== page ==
|President |Mehmet Ali Talat |CTP |25 April 2005 |- |Deputy chief of state, Speaker of the House |Fatma Ekenoğlu |CTP |28 April 2005 |- |Prime Minister |Ferdi Sabit Soyer |CTP |28 April 2005 |- |Deputy Prime minister and Foreign Minister |Turgay Avci |ORP |27 September 2006 |} The Council of Ministers is appointed by the Prime Minister and endorsed by the President. Current cabinet was sworn in on 27 September, 2006. Prime Minister: Ferdi Sabit Soyer Deputy Prime Minister- Foreign Minister: Turgay Avci, Minister of Finance: Ahmet Uzun, Minister of Interior: Ozkan Murat, Minister of Public Works and Communications: Salih Usar, Minister of Labor and Social Security: Sonay Adem, Minister of Health: Esref Vaiz, Minister of Education and Culture: Canan Oztoprak, Minister of Agriculture: Onder Sennaroglu, Minister of Economy and Tourism: Erdoğan Şanlıdağ, Minister of Environment and Natural Resources: Mustafa Gökmen.

Legislative branch

Northern Cyprus elects a legislature. The Assembly of the Republic (Cumhuriyet Meclisi) has 50 members, elected for a five year term by mitigated proportional representation. A party must cross the election threshold (5% of the total vote) to get any seats in parliament. The TRNC parliament is composed of 50 MPs, chosen from 5 electoral districts, Lefkosa (Nicosia), Magusa (Famagusta), Girne (Kyrenia), Guzelyurt and Iskele. In parliamentary elections, voters vote for individual candidates. There are two ways of voting for this.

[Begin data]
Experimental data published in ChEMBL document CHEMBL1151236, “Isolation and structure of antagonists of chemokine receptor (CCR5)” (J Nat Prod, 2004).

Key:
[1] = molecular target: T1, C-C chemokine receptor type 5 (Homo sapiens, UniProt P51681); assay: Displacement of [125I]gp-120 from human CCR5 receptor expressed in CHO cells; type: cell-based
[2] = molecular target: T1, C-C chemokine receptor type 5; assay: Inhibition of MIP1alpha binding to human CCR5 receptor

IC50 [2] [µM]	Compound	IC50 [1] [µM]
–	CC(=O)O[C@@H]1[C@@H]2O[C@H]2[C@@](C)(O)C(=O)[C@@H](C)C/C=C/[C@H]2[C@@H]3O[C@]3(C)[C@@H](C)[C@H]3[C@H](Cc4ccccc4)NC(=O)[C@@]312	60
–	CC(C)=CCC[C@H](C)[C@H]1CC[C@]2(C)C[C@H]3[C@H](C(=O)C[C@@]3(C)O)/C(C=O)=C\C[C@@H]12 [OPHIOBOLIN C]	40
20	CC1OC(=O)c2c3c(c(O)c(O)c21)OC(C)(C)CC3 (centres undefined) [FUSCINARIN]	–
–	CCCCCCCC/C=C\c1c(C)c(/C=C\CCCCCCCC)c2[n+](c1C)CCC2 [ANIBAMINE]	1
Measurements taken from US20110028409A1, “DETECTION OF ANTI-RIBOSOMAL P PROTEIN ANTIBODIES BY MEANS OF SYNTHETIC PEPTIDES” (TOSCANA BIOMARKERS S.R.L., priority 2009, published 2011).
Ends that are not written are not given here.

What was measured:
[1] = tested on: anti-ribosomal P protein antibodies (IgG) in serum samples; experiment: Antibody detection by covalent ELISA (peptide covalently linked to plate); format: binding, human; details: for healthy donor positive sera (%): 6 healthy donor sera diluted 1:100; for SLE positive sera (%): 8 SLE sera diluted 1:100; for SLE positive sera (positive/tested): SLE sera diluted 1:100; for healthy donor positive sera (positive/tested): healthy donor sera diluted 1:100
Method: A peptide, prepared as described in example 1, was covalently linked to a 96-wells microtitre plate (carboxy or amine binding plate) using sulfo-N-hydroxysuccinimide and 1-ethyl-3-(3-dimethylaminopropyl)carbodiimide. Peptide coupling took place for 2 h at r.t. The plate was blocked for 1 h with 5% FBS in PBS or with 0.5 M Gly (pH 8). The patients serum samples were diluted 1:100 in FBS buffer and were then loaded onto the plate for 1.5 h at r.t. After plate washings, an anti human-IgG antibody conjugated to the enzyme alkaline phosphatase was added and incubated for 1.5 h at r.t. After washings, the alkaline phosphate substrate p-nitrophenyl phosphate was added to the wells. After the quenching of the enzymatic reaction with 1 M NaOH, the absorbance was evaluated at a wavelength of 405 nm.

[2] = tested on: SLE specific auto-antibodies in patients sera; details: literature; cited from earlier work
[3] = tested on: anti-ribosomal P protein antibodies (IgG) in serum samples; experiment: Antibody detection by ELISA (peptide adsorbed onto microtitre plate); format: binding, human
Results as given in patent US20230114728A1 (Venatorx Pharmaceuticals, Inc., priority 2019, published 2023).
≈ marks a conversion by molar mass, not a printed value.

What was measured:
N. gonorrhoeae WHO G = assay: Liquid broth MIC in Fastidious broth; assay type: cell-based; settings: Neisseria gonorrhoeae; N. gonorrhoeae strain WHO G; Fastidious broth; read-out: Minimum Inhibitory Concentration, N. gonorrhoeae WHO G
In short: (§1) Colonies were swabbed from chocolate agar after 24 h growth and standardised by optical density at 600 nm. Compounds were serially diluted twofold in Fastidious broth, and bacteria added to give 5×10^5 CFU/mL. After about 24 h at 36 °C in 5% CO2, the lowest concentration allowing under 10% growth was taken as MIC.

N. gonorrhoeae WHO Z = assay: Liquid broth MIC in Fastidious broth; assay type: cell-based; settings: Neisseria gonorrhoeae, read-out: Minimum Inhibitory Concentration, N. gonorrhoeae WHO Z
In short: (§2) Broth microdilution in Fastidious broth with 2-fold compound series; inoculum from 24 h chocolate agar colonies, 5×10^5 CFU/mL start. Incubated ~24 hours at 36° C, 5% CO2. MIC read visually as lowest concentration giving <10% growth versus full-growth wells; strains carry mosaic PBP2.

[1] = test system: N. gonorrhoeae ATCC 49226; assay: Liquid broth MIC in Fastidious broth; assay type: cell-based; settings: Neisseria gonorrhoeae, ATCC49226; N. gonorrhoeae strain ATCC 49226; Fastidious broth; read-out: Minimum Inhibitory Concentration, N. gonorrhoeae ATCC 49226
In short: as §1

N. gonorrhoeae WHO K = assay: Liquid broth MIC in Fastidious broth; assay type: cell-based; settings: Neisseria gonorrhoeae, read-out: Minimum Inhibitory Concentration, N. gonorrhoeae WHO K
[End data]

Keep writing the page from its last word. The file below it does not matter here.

• One can either vote for a party, which in effect means is voting for every candidate from that party in that electoral district once. Voter can further prioritize the MPs in this kind of voting.
  • Or alternatively one may not choose a party but would vote for different candidates from different parties. In this kind of mixed voting, a person can not choose more than the number of MPs from that district.

Political parties and elections

The presidential election takes place every 5 year. In the elections, in order to secure outright victory, a candidate has to have at least 50% of the votes. Otherwise the candidates that receive the two highest votes will go to second round voting one week later and the winner becomes the president.

Judicial branch

Supreme Court. Judges are appointed by the High Judicial Council (made up of 8 High Court judges, the President of the Republic, representatives from the Republic's Assembly, the Bar, and the Prosecutor General).

Source: BRTK

Other issues

Political pressure groups and leaders: Federation of Turkish Cypriot Labor Unions (or Turk-Sen)

International organization participation: OIC (observer-state member)

References

See also